Home / Gear Reviews / Backpack Reviews / 5 Best Ultralight Backpacks for Long Distance Backpacking

5 Best Ultralight Backpacks for Long Distance Backpacking

A lot of hikers ask me which backpacks I think are the best for multi-day hikes and long distance backpacking, and time and again, I recommend the packs listed below. Why? I think they’re large enough to fit all of the gear and food you need for a backpacking trip for a variety of temperatures and terrain, they all carry extremely well, and their internal and external storage is simple and functional. While these are all great packs, they all have slightly different personalities, with slightly different strengths and weaknesses, which I spell out below.

1. Gossamer Gear Mariposa 60 Backpack

The Gossamer Gear Mariposa is a great pack for backpackers who are still lightening their loads because it has plenty of storage. As someone who’s taken a Mariposa on most of my long hikes ranging from 50 up to 250 miles, I can tell you it’s intuitively organized for a multi-day trip, with plenty of external pockets for wet or bulky gear, and lots of covered storage for items you need less frequent access too. It also has a unique long side pocket that’s perfect for storing a tent, especially a wet tent, separate from the rest of your gear. The Mariposa is a very refined and comfortable ultralight pack, best used for hiking on established trails.

Gossamer Gear Mariposa Ultralight Backpack
Gossamer Gear Mariposa 60 Ultralight Backpack

Weight: 32.7 ounces

Volume: 59 liters

Price: $204


  • Unisex shoulder pads and hip belt
  • Wide range or torso lengths available from extra small to extra tall
  • Hip belt is available in multiple sizes so you can get a near custom fit
  • Solid, reinforced side bottle pockets instead of mesh (which tears easily)
  • Side bottle pocket is reachable when wearing the backpack


  • Not as much ventilation as mesh-backed packs in hot and humid weather

See also: Marposa 60 Ultralight Backpack Product Specs

2. Hyperlite Mountain Gear 3400 Southwest Pack

Hyperlite Mountain Gear specializes in multi-sport backpacks for backpacking, climbing, packrafting, and winter sports where durability, a streamlined exterior, and enhanced waterproofing are important. While their packs are made using cuben fiber which is tough and lightweight, they tend to use a heavier grade of fabric than other gear makers, emphasizing durability over weight. If you backpack off the beaten track, off-trail, or in conditions that will rip the heck out of a nylon backpack, I recommend you get the Hyperlite Mountain Gear 3400 Southwest Pack.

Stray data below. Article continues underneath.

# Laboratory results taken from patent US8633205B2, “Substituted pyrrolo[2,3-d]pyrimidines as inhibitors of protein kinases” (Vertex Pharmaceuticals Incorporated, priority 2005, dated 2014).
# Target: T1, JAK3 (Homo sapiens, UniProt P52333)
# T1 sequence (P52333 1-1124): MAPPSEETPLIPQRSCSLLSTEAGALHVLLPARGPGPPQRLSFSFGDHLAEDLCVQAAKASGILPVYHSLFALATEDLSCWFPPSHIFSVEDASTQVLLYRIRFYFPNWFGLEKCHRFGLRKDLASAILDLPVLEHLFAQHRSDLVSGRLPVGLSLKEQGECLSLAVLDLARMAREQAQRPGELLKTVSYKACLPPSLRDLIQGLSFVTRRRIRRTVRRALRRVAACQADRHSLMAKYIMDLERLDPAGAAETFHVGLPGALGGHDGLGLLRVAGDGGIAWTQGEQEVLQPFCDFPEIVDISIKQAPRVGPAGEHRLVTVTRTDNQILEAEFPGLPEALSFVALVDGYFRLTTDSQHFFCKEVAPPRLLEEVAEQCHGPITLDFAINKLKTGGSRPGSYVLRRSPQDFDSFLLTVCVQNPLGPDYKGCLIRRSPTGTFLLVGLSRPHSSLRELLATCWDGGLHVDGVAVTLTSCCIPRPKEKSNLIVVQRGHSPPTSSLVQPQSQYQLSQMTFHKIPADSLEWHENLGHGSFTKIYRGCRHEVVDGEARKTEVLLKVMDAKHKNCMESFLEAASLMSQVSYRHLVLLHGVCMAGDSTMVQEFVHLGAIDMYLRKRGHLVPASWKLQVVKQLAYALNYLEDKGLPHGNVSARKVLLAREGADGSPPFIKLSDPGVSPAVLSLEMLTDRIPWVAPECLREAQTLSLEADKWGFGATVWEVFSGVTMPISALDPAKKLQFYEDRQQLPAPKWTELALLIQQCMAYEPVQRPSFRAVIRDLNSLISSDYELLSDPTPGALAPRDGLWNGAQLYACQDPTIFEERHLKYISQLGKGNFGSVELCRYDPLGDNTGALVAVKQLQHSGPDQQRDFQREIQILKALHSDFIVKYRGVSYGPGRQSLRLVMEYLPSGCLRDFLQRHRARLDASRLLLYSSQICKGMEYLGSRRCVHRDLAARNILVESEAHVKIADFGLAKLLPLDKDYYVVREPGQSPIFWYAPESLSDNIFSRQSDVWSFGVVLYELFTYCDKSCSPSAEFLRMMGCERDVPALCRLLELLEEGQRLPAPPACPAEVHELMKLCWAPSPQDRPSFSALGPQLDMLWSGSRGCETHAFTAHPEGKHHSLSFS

Don’t need as much storage capacity? Try the 2400 Southwest Pack.

Hyperlight Mountain Gear 3400 Southwest Pack
Hyperlite Mountain Gear 3400 Southwest Pack

Weight: 32.4 ounces

Volume: 65 liters

Price: $330


  • Taped seams and needle holes make the pack nearly waterproof
  • Roll top closure and side straps provide good compression
  • Side water bottles are reachable and replaceable while wearing the pack
  • Bomber tough against puncture or abrasion by aggressive vegetation
  • Fantastic load to hip transfer
  • Good range of sizes available for people with short torsos, including women


  • White color is quickly discolored by dirt and grime
  • No back ventilation

See Also: 3400 Southwest Pack Product Specs

3. Ultralight Adventure Equipment Circuit Backpack

The Circuit is a tough ultralight pack with a tear drop shape that results in an excellent carry. While it is the heaviest ultralight backpack I recommend, I like it because it’s tough enough and functional enough for 4 season use, with an excellent external attachment system for carrying winter gear. I also like the Circuit because it’s one of the friendlier packs available for women, with a choice of shoulder straps to fit the female figure. Fit is the most important aspect of buying any backpack and the folks at ULA are borderline fanatical about making sure their customers’ packs fit them perfectly. So if you’re looking for a company with high touch customer service, they’re a good choice.

ULA Circuit Backpack
ULA Circuit Backpack

Weight: 41 ounces

Volume: 68 liters

Price: $235


  • Huge extension collar/roll top closure provides extra volume when you need it, but rolls up and out-of-the-way when you don’t
  • Solid reinforced hip belt pockets provide excellent durability
  • Replaceable hip belt, with multiple sizes available for a custom fit
  • Multiple shoulder strap options available, enabling unisex wear


  • Heavier than other alternatives

See also: ULA Circuit Backpack Product Specs

4. Zpacks.com Arc Blast Backpack